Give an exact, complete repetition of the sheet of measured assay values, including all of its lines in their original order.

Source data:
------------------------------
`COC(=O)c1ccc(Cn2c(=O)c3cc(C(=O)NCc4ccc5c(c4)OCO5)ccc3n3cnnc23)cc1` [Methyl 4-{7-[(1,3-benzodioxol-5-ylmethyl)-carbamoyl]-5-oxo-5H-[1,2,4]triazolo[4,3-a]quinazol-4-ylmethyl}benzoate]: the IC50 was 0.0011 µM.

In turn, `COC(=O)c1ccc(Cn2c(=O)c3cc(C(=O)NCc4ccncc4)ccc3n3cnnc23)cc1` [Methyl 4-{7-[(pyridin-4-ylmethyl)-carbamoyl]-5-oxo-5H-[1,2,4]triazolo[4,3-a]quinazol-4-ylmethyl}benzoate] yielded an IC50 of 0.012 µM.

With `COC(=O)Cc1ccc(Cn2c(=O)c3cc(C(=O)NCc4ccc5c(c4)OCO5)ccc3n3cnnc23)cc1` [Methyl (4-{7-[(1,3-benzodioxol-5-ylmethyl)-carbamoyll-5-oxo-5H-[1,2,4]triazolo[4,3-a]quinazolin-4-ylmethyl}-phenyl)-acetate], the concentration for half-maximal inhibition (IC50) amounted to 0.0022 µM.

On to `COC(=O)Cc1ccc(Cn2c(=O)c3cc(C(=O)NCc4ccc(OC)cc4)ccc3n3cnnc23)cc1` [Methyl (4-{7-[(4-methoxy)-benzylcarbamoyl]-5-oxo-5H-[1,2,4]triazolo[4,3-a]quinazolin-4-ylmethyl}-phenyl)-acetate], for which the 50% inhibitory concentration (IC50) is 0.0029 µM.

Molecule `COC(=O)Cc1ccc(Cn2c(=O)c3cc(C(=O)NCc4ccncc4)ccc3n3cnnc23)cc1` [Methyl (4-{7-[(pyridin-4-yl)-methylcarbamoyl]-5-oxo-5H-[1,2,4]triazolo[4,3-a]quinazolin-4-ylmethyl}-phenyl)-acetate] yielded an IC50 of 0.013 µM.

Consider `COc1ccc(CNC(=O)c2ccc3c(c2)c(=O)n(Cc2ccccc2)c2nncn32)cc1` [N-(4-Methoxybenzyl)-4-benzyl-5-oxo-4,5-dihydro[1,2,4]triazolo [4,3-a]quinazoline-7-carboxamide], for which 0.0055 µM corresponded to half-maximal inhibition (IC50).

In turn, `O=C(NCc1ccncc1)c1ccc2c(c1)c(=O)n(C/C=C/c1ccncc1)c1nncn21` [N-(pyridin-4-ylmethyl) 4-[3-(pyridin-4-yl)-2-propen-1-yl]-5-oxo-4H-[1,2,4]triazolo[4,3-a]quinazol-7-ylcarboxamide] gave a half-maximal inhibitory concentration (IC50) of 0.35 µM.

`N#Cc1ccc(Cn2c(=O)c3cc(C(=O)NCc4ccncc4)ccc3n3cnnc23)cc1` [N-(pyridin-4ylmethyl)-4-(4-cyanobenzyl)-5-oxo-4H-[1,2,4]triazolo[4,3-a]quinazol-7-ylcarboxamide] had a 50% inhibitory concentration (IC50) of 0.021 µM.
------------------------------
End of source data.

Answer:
`COC(=O)c1ccc(Cn2c(=O)c3cc(C(=O)NCc4ccc5c(c4)OCO5)ccc3n3cnnc23)cc1` [Methyl 4-{7-[(1,3-benzodioxol-5-ylmethyl)-carbamoyl]-5-oxo-5H-[1,2,4]triazolo[4,3-a]quinazol-4-ylmethyl}benzoate]: the IC50 was 0.0011 µM.

In turn, `COC(=O)c1ccc(Cn2c(=O)c3cc(C(=O)NCc4ccncc4)ccc3n3cnnc23)cc1` [Methyl 4-{7-[(pyridin-4-ylmethyl)-carbamoyl]-5-oxo-5H-[1,2,4]triazolo[4,3-a]quinazol-4-ylmethyl}benzoate] yielded an IC50 of 0.012 µM.

With `COC(=O)Cc1ccc(Cn2c(=O)c3cc(C(=O)NCc4ccc5c(c4)OCO5)ccc3n3cnnc23)cc1` [Methyl (4-{7-[(1,3-benzodioxol-5-ylmethyl)-carbamoyll-5-oxo-5H-[1,2,4]triazolo[4,3-a]quinazolin-4-ylmethyl}-phenyl)-acetate], the concentration for half-maximal inhibition (IC50) amounted to 0.0022 µM.

On to `COC(=O)Cc1ccc(Cn2c(=O)c3cc(C(=O)NCc4ccc(OC)cc4)ccc3n3cnnc23)cc1` [Methyl (4-{7-[(4-methoxy)-benzylcarbamoyl]-5-oxo-5H-[1,2,4]triazolo[4,3-a]quinazolin-4-ylmethyl}-phenyl)-acetate], for which the 50% inhibitory concentration (IC50) is 0.0029 µM.

Molecule `COC(=O)Cc1ccc(Cn2c(=O)c3cc(C(=O)NCc4ccncc4)ccc3n3cnnc23)cc1` [Methyl (4-{7-[(pyridin-4-yl)-methylcarbamoyl]-5-oxo-5H-[1,2,4]triazolo[4,3-a]quinazolin-4-ylmethyl}-phenyl)-acetate] yielded an IC50 of 0.013 µM.

Consider `COc1ccc(CNC(=O)c2ccc3c(c2)c(=O)n(Cc2ccccc2)c2nncn32)cc1` [N-(4-Methoxybenzyl)-4-benzyl-5-oxo-4,5-dihydro[1,2,4]triazolo [4,3-a]quinazoline-7-carboxamide], for which 0.0055 µM corresponded to half-maximal inhibition (IC50).

In turn, `O=C(NCc1ccncc1)c1ccc2c(c1)c(=O)n(C/C=C/c1ccncc1)c1nncn21` [N-(pyridin-4-ylmethyl) 4-[3-(pyridin-4-yl)-2-propen-1-yl]-5-oxo-4H-[1,2,4]triazolo[4,3-a]quinazol-7-ylcarboxamide] gave a half-maximal inhibitory concentration (IC50) of 0.35 µM.

`N#Cc1ccc(Cn2c(=O)c3cc(C(=O)NCc4ccncc4)ccc3n3cnnc23)cc1` [N-(pyridin-4ylmethyl)-4-(4-cyanobenzyl)-5-oxo-4H-[1,2,4]triazolo[4,3-a]quinazol-7-ylcarboxamide] had a 50% inhibitory concentration (IC50) of 0.021 µM.